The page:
One of the benefits of working for Harvard Medical School was having the opportunity to take classes at the Extension School–Harvard at night. So I did just that. Between fall 2003 and summer 2008, I was a part-time student walking through the wrought-iron portals and strolling the Yard alongside traditional students. There was something about making my way along the diagonal path from Holyoke (Wadsworth) gate toward Sever Hall or the Science Center that offered a comfort I had not experienced in college. I belonged there. And what I gained was better than knowledge, better than anything I could have imagined.
Form and Function
The classes I chose were in the biological sciences, creative and expository writing, and the dramatic arts: all for the employee tuition rate of $40 per class, plus the cost of books. And though I had flirted with the idea of pursuing a graduate degree, it was not about a degree. Enjoying the courses, meeting new people, and emotionally and mentally redoing pieces of my undergraduate experience mattered more.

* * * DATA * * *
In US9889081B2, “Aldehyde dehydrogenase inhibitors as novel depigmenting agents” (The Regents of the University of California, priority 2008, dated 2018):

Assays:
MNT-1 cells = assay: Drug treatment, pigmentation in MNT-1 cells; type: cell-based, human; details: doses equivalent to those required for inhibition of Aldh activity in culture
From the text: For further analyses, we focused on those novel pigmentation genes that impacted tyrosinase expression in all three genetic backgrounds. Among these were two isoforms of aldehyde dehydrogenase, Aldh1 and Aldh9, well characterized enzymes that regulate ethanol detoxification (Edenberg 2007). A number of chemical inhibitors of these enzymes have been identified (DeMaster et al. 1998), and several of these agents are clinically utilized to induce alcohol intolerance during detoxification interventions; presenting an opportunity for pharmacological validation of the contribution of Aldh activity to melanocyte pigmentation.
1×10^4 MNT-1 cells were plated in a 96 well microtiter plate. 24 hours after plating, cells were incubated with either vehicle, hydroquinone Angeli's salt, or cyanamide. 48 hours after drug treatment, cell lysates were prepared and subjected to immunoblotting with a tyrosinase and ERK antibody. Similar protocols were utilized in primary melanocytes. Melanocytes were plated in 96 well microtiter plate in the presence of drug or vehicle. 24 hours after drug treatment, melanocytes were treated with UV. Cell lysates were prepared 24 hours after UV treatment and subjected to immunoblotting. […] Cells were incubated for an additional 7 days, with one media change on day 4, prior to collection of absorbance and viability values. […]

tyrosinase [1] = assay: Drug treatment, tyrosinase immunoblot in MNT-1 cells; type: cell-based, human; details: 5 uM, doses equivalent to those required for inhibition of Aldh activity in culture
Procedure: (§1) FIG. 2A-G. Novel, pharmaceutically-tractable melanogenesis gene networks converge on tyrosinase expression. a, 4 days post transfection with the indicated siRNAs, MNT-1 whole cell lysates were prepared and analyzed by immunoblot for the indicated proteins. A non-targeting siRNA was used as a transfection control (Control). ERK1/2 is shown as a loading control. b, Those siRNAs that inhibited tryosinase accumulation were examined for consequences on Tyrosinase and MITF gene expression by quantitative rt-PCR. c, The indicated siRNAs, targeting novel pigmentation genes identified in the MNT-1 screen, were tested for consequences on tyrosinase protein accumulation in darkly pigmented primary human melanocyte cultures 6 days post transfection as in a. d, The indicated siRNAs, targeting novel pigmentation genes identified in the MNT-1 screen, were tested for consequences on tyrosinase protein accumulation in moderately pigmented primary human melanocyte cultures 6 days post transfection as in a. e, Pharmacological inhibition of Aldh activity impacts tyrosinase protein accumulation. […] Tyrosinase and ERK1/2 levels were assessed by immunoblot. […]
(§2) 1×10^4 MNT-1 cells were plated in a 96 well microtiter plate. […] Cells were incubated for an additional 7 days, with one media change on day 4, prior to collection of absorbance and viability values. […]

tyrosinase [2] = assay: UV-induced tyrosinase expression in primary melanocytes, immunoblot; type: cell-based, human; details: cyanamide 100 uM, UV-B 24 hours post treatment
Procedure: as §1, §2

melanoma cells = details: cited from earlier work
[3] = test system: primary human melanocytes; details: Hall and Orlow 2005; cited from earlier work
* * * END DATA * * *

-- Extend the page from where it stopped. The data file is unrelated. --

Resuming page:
In the early 90s, I walked the campus of the University of South Dakota in a fog. I was a dissociative mess from a series of traumas and had difficulty concentrating, focusing, and processing and storing information. I did not remember specific teachings from high school and college–what I learned in English, for instance–and I felt stupid. I knew I was intelligent, but I lacked the ability to express it well. The deep emotional centers of my primitive brain were in charge; I lived in survival mode. This made it challenging for my prefrontal cortex (responsible for higher level executive functioning) to do its work. It remained groggy. Taking classes was a way to clear the cobwebs, relearn much of what I had lost, and prove to myself that I was bright. That I was anything but dumb.
A New Perspective
The writing courses were essential elements for reconditioning my brain. Writing was difficult: remembering what to do and when confused me. Then I began reading about the brain’s ability to adapt–how new experiences and uncomfortable learning situations created the energy for a brain to rewire itself. I had Neuroplasticity on my side: The behind the scenes work a brain does to reorganize and develop new neural pathways to function better. I got it. Walking into Sever hall over and over again had helped me heal my brain.
The benefit of working for Harvard went beyond employment and health insurance–a synergistic interaction was at play. The courses challenged me to get my brain back. Harvard was my get well job, and I am grateful for it.